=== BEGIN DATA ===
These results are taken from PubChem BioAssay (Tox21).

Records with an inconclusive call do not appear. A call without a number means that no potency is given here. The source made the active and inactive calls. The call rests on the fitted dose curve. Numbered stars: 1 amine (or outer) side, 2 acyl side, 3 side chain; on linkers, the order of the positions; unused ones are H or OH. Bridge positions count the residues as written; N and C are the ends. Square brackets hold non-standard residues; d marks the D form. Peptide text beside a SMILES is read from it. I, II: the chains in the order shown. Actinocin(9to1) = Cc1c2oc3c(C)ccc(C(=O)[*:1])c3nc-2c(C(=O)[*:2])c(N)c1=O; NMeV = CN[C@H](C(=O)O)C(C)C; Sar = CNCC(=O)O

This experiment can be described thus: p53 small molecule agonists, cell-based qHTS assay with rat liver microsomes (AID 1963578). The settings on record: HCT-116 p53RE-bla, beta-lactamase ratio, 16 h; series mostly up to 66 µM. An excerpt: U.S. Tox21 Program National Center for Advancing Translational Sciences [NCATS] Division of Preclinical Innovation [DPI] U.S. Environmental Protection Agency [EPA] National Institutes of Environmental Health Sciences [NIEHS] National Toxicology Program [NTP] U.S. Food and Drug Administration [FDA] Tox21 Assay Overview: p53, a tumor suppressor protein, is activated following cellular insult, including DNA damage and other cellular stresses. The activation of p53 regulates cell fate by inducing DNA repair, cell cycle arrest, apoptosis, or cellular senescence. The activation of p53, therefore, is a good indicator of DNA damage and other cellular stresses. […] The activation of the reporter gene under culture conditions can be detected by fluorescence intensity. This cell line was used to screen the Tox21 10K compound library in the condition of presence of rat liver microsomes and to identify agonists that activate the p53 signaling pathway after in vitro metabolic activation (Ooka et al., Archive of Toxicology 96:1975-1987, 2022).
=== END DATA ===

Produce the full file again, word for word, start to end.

These results are taken from PubChem BioAssay (Tox21).

Records with an inconclusive call do not appear. A call without a number means that no potency is given here. The source made the active and inactive calls. The call rests on the fitted dose curve. Numbered stars: 1 amine (or outer) side, 2 acyl side, 3 side chain; on linkers, the order of the positions; unused ones are H or OH. Bridge positions count the residues as written; N and C are the ends. Square brackets hold non-standard residues; d marks the D form. Peptide text beside a SMILES is read from it. I, II: the chains in the order shown. Actinocin(9to1) = Cc1c2oc3c(C)ccc(C(=O)[*:1])c3nc-2c(C(=O)[*:2])c(N)c1=O; NMeV = CN[C@H](C(=O)O)C(C)C; Sar = CNCC(=O)O

This experiment can be described thus: p53 small molecule agonists, cell-based qHTS assay with rat liver microsomes (AID 1963578). The settings on record: HCT-116 p53RE-bla, beta-lactamase ratio, 16 h; series mostly up to 66 µM. An excerpt: U.S. Tox21 Program National Center for Advancing Translational Sciences [NCATS] Division of Preclinical Innovation [DPI] U.S. Environmental Protection Agency [EPA] National Institutes of Environmental Health Sciences [NIEHS] National Toxicology Program [NTP] U.S. Food and Drug Administration [FDA] Tox21 Assay Overview: p53, a tumor suppressor protein, is activated following cellular insult, including DNA damage and other cellular stresses. The activation of p53 regulates cell fate by inducing DNA repair, cell cycle arrest, apoptosis, or cellular senescence. The activation of p53, therefore, is a good indicator of DNA damage and other cellular stresses. […] The activation of the reporter gene under culture conditions can be detected by fluorescence intensity. This cell line was used to screen the Tox21 10K compound library in the condition of presence of rat liver microsomes and to identify agonists that activate the p53 signaling pathway after in vitro metabolic activation (Ooka et al., Archive of Toxicology 96:1975-1987, 2022).